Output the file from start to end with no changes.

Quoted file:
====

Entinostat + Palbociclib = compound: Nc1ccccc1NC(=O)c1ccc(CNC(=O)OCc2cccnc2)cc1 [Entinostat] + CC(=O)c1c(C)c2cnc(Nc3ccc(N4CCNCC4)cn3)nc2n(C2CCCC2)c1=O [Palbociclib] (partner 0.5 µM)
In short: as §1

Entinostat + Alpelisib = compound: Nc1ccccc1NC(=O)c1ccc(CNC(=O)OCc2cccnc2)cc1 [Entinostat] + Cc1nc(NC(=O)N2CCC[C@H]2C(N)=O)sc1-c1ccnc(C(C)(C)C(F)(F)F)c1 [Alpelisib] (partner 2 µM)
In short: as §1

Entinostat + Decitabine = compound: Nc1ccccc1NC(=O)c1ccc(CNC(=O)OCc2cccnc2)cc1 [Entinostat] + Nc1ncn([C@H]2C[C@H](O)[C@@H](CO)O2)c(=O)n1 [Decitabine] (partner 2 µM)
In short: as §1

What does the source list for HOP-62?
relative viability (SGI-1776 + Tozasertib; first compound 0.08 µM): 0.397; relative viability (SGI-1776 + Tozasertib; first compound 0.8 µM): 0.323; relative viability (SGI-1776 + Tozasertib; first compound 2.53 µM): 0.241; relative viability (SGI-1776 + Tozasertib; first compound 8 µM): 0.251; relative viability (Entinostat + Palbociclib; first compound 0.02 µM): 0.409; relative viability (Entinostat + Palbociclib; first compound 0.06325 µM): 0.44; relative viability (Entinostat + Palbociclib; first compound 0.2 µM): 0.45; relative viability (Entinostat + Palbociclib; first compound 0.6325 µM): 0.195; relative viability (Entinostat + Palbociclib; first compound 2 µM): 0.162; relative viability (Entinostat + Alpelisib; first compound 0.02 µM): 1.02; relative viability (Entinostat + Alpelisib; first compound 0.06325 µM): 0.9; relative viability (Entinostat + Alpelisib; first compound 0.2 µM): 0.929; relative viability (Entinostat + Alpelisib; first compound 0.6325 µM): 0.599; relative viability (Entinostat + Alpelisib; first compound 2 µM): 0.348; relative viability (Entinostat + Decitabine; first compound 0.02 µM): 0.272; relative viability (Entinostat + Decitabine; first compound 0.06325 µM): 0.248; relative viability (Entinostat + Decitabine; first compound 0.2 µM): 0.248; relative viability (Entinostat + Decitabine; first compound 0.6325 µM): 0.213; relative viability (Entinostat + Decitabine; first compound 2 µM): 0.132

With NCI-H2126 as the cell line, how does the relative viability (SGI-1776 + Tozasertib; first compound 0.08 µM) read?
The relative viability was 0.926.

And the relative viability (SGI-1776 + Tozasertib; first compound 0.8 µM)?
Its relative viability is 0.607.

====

Entinostat + Palbociclib = compound: Nc1ccccc1NC(=O)c1ccc(CNC(=O)OCc2cccnc2)cc1 [Entinostat] + CC(=O)c1c(C)c2cnc(Nc3ccc(N4CCNCC4)cn3)nc2n(C2CCCC2)c1=O [Palbociclib] (partner 0.5 µM)
In short: as §1

Entinostat + Alpelisib = compound: Nc1ccccc1NC(=O)c1ccc(CNC(=O)OCc2cccnc2)cc1 [Entinostat] + Cc1nc(NC(=O)N2CCC[C@H]2C(N)=O)sc1-c1ccnc(C(C)(C)C(F)(F)F)c1 [Alpelisib] (partner 2 µM)
In short: as §1

Entinostat + Decitabine = compound: Nc1ccccc1NC(=O)c1ccc(CNC(=O)OCc2cccnc2)cc1 [Entinostat] + Nc1ncn([C@H]2C[C@H](O)[C@@H](CO)O2)c(=O)n1 [Decitabine] (partner 2 µM)
In short: as §1

What does the source list for HOP-62?
relative viability (SGI-1776 + Tozasertib; first compound 0.08 µM): 0.397; relative viability (SGI-1776 + Tozasertib; first compound 0.8 µM): 0.323; relative viability (SGI-1776 + Tozasertib; first compound 2.53 µM): 0.241; relative viability (SGI-1776 + Tozasertib; first compound 8 µM): 0.251; relative viability (Entinostat + Palbociclib; first compound 0.02 µM): 0.409; relative viability (Entinostat + Palbociclib; first compound 0.06325 µM): 0.44; relative viability (Entinostat + Palbociclib; first compound 0.2 µM): 0.45; relative viability (Entinostat + Palbociclib; first compound 0.6325 µM): 0.195; relative viability (Entinostat + Palbociclib; first compound 2 µM): 0.162; relative viability (Entinostat + Alpelisib; first compound 0.02 µM): 1.02; relative viability (Entinostat + Alpelisib; first compound 0.06325 µM): 0.9; relative viability (Entinostat + Alpelisib; first compound 0.2 µM): 0.929; relative viability (Entinostat + Alpelisib; first compound 0.6325 µM): 0.599; relative viability (Entinostat + Alpelisib; first compound 2 µM): 0.348; relative viability (Entinostat + Decitabine; first compound 0.02 µM): 0.272; relative viability (Entinostat + Decitabine; first compound 0.06325 µM): 0.248; relative viability (Entinostat + Decitabine; first compound 0.2 µM): 0.248; relative viability (Entinostat + Decitabine; first compound 0.6325 µM): 0.213; relative viability (Entinostat + Decitabine; first compound 2 µM): 0.132

With NCI-H2126 as the cell line, how does the relative viability (SGI-1776 + Tozasertib; first compound 0.08 µM) read?
The relative viability was 0.926.

And the relative viability (SGI-1776 + Tozasertib; first compound 0.8 µM)?
Its relative viability is 0.607.